Tina M. Russo said...

I didn't even realize that was THE Bunco Babes author who stopped by. I read her blog all the time.

So Marilyn what's next for you? What are you working on now?

Tell us about going to a Jane Austen Convention. What's it like and how does it differ from RWA/writerly type conferences we are accustomed to.

Marilyn also just came back from a tour of the real Sturbridge Village and the pictures are really awesome, especially if you are a historical author.

Marilyn Brant said...

Connie~thanks for the visit and for taking time out of your morning to read my post :).

Audra~you are speakin' my language with all this talk of pecans!! Thanks for the lovely welcome (Seekerville and all of its visitors and inhabitants are simply wonderful!), and I so agree about the mistakes and the years it takes to come closer to getting it right--in both writing and in life/love. Sigh :).

Ruth Logan Herne said...

Ugh, Tina, you're right! Marilyn's was the preorder.

Egg on my face, but that's okay because I went back and checked (Amazon had to split my available order) and I hadn't pre-ordered it, but I will now.


Blame it on sleep deprivation, but Marilyn, Tina has encouraged me to Austenism...

I'll have her keep me on task with my Austen challenge and I'll stick with food.


I'm SO LOOKING FORWARD to getting your book, LOL!

And I brought some fresh upstate NY peaches with real whipped cream, so help yourselves, everyone.


Pepper Basham said...

Congratulations, Marilyn.
Ooo, Jane Austen's ghost? Love the idea- and all things Austen.

Please put me in the drawing.

Marilyn Brant said...

Ruthy~LOL! No worries! I'm *always* confusing the books I've read with the ones I own (and I own so many that I haven't yet read!!) and also with the ones I've been meaning to read, etc... I not only need more bookshelves to house this ever-growing collection, I need someone to pull me away from the computer so I can actually relax with a book again. And, yeah, the number of Austen books alone on my TBR list is enormous!

Tina~first of all, Yes! THE Bunco Babe herself--the kind and amazing Maria Geraci :). Her debut novel had so much warmth, humor and heart, I can't wait for the sequel!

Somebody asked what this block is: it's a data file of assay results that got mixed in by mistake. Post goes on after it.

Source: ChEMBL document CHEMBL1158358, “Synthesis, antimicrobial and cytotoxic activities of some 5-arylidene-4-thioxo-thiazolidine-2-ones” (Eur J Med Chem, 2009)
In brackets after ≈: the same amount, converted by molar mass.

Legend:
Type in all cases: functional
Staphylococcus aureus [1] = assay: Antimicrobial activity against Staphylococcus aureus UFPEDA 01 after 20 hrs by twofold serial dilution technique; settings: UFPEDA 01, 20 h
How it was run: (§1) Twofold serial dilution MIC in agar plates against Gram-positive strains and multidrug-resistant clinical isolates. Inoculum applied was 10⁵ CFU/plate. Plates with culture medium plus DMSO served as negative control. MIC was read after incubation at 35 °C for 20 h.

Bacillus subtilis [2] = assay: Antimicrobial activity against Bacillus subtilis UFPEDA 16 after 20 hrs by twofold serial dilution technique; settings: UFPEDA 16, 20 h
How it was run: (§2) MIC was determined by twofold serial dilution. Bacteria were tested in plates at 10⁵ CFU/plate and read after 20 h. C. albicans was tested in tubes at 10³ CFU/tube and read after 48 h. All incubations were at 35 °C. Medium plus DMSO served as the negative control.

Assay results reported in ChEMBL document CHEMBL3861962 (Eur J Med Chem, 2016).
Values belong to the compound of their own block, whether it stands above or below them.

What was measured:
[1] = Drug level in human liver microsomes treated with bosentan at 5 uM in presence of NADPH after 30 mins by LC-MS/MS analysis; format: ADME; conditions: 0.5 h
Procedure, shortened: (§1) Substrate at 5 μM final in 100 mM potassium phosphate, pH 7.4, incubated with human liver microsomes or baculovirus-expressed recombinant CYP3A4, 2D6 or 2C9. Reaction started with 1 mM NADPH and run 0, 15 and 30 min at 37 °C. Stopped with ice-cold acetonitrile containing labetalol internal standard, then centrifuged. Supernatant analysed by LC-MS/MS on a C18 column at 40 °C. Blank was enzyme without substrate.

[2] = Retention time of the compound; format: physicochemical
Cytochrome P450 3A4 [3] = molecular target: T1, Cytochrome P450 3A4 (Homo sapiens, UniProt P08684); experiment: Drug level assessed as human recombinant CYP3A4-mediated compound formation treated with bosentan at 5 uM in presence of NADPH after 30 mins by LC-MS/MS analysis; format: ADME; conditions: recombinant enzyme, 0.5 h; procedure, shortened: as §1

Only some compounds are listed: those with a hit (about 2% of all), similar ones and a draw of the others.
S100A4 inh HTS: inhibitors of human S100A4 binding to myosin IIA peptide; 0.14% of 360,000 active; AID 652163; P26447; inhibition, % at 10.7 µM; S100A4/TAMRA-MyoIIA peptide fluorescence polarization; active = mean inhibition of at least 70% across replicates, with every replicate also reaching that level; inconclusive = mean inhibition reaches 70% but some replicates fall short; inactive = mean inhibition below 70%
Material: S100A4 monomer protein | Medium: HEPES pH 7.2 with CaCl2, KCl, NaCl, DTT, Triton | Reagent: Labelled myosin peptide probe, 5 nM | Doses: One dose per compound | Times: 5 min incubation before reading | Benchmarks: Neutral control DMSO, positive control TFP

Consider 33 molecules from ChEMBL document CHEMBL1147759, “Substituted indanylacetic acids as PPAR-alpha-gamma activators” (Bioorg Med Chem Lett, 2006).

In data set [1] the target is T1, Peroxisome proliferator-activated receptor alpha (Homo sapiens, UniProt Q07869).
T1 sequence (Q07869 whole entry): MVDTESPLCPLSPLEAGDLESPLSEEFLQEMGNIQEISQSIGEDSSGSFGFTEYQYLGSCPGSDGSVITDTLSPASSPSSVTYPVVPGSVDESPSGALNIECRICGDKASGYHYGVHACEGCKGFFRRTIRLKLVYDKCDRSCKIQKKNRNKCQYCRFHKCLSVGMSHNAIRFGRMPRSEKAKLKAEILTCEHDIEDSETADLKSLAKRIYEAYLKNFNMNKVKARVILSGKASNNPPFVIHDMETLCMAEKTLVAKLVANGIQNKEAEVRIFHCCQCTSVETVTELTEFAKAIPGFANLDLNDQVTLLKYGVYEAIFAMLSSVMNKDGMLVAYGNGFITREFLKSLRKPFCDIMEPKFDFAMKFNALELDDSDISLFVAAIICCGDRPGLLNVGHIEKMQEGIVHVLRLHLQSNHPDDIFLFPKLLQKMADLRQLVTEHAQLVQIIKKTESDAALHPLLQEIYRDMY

You asked about a Jane Austen conference... I've been to 2 of them so far and have enjoyed both. There are about 600 people there (so, smaller than RWA National), but JASNA offers workshops, too, and several choices within each time slot. There might be presentations on such topics as: JA and gardens, how JA's letters reveal her feelings about family, an author talking about JA's use of irony, what typifies an "average" JA reader, a scholarly presentation on religious symbolism in Mansfield Park or a collection of clips from the films to show costuming, etc. There is also a place to buy books (I'm sure that shocks you!) and other Austen-inspired items (calendars, magazines, jewelry, those little cloth reticule bags, tea/biscuits). There several whole-group presentations, too (i.e., during last year's conference, the creators of the new P&P Broadway musical came in--they spoke then SANG for us a couple of songs from the production--it was wonderful!). AND there's a Regency Ball where attendees can dress up and dance Regency dances (they have lessons at the conference prior to this event, so dancers don't end up hurting each other while attempting to replicate the complicated steps :).

Oh! You asked what I was working on now--the editorial tweaks for book 2, which is out in Oct. 2010. It's a modern fairytale about 3 very different suburban women (all friends) who shake up their marriages and their lives when one of them asks a surprising questions...

*Is it time for a mid-morning snack yet? I'm bringing in some white-chocolate-covered popcorn to share! Hope you'll all like it ;).